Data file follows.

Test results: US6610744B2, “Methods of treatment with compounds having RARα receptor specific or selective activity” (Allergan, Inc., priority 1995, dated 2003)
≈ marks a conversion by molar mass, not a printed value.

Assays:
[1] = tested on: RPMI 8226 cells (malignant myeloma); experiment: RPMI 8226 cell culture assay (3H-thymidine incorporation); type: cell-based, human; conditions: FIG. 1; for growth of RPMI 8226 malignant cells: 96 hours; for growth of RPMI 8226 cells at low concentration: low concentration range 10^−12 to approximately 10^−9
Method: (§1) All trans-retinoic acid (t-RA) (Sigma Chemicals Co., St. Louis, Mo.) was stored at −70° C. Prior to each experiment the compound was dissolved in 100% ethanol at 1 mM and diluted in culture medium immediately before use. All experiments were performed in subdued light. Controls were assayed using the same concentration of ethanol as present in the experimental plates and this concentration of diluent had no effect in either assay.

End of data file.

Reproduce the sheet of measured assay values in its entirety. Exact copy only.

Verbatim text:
Test results: US6610744B2, “Methods of treatment with compounds having RARα receptor specific or selective activity” (Allergan, Inc., priority 1995, dated 2003)
≈ marks a conversion by molar mass, not a printed value.

Assays:
[1] = tested on: RPMI 8226 cells (malignant myeloma); experiment: RPMI 8226 cell culture assay (3H-thymidine incorporation); type: cell-based, human; conditions: FIG. 1; for growth of RPMI 8226 malignant cells: 96 hours; for growth of RPMI 8226 cells at low concentration: low concentration range 10^−12 to approximately 10^−9
Method: (§1) All trans-retinoic acid (t-RA) (Sigma Chemicals Co., St. Louis, Mo.) was stored at −70° C. Prior to each experiment the compound was dissolved in 100% ethanol at 1 mM and diluted in culture medium immediately before use. All experiments were performed in subdued light. Controls were assayed using the same concentration of ethanol as present in the experimental plates and this concentration of diluent had no effect in either assay.